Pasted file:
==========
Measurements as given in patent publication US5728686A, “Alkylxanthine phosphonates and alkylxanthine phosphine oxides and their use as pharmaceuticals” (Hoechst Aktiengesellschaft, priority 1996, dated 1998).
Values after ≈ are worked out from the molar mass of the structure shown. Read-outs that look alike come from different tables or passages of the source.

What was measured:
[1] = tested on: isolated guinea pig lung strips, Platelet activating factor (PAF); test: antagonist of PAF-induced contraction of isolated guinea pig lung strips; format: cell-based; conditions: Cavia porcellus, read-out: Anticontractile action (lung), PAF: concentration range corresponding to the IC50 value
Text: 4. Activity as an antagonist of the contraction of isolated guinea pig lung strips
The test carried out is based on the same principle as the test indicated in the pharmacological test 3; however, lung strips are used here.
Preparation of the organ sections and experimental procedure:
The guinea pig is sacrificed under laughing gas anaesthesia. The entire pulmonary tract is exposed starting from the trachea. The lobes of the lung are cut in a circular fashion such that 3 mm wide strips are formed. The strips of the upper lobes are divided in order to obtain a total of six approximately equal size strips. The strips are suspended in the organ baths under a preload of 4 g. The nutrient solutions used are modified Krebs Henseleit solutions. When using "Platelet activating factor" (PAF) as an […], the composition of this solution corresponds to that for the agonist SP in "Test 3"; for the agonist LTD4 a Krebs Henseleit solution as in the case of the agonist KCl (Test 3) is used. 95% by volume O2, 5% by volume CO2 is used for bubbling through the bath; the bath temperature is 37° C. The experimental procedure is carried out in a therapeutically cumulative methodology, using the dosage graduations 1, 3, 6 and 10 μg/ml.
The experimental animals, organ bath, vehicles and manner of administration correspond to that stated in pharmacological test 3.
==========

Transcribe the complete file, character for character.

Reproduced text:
Measurements as given in patent publication US5728686A, “Alkylxanthine phosphonates and alkylxanthine phosphine oxides and their use as pharmaceuticals” (Hoechst Aktiengesellschaft, priority 1996, dated 1998).
Values after ≈ are worked out from the molar mass of the structure shown. Read-outs that look alike come from different tables or passages of the source.

What was measured:
[1] = tested on: isolated guinea pig lung strips, Platelet activating factor (PAF); test: antagonist of PAF-induced contraction of isolated guinea pig lung strips; format: cell-based; conditions: Cavia porcellus, read-out: Anticontractile action (lung), PAF: concentration range corresponding to the IC50 value
Text: 4. Activity as an antagonist of the contraction of isolated guinea pig lung strips
The test carried out is based on the same principle as the test indicated in the pharmacological test 3; however, lung strips are used here.
Preparation of the organ sections and experimental procedure:
The guinea pig is sacrificed under laughing gas anaesthesia. The entire pulmonary tract is exposed starting from the trachea. The lobes of the lung are cut in a circular fashion such that 3 mm wide strips are formed. The strips of the upper lobes are divided in order to obtain a total of six approximately equal size strips. The strips are suspended in the organ baths under a preload of 4 g. The nutrient solutions used are modified Krebs Henseleit solutions. When using "Platelet activating factor" (PAF) as an […], the composition of this solution corresponds to that for the agonist SP in "Test 3"; for the agonist LTD4 a Krebs Henseleit solution as in the case of the agonist KCl (Test 3) is used. 95% by volume O2, 5% by volume CO2 is used for bubbling through the bath; the bath temperature is 37° C. The experimental procedure is carried out in a therapeutically cumulative methodology, using the dosage graduations 1, 3, 6 and 10 μg/ml.
The experimental animals, organ bath, vehicles and manner of administration correspond to that stated in pharmacological test 3.